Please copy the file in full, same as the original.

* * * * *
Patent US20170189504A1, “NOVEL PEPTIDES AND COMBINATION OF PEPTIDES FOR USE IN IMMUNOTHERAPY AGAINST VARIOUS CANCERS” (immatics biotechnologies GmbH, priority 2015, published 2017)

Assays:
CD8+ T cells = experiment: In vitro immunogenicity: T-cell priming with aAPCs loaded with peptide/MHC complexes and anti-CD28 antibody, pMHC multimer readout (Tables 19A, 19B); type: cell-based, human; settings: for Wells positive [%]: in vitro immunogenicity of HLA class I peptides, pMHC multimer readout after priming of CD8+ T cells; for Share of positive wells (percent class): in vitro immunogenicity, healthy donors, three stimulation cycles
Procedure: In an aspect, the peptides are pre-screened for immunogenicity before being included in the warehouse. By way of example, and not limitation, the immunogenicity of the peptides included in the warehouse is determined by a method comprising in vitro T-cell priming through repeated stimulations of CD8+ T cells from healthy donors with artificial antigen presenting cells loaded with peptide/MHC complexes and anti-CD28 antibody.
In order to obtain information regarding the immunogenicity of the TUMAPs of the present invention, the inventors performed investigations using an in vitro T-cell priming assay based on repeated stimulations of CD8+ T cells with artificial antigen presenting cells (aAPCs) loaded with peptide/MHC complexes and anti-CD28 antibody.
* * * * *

Patent US20170189504A1, “NOVEL PEPTIDES AND COMBINATION OF PEPTIDES FOR USE IN IMMUNOTHERAPY AGAINST VARIOUS CANCERS” (immatics biotechnologies GmbH, priority 2015, published 2017)

Assays:
CD8+ T cells = experiment: In vitro immunogenicity: T-cell priming with aAPCs loaded with peptide/MHC complexes and anti-CD28 antibody, pMHC multimer readout (Tables 19A, 19B); type: cell-based, human; settings: for Wells positive [%]: in vitro immunogenicity of HLA class I peptides, pMHC multimer readout after priming of CD8+ T cells; for Share of positive wells (percent class): in vitro immunogenicity, healthy donors, three stimulation cycles
Procedure: In an aspect, the peptides are pre-screened for immunogenicity before being included in the warehouse. By way of example, and not limitation, the immunogenicity of the peptides included in the warehouse is determined by a method comprising in vitro T-cell priming through repeated stimulations of CD8+ T cells from healthy donors with artificial antigen presenting cells loaded with peptide/MHC complexes and anti-CD28 antibody.
In order to obtain information regarding the immunogenicity of the TUMAPs of the present invention, the inventors performed investigations using an in vitro T-cell priming assay based on repeated stimulations of CD8+ T cells with artificial antigen presenting cells (aAPCs) loaded with peptide/MHC complexes and anti-CD28 antibody.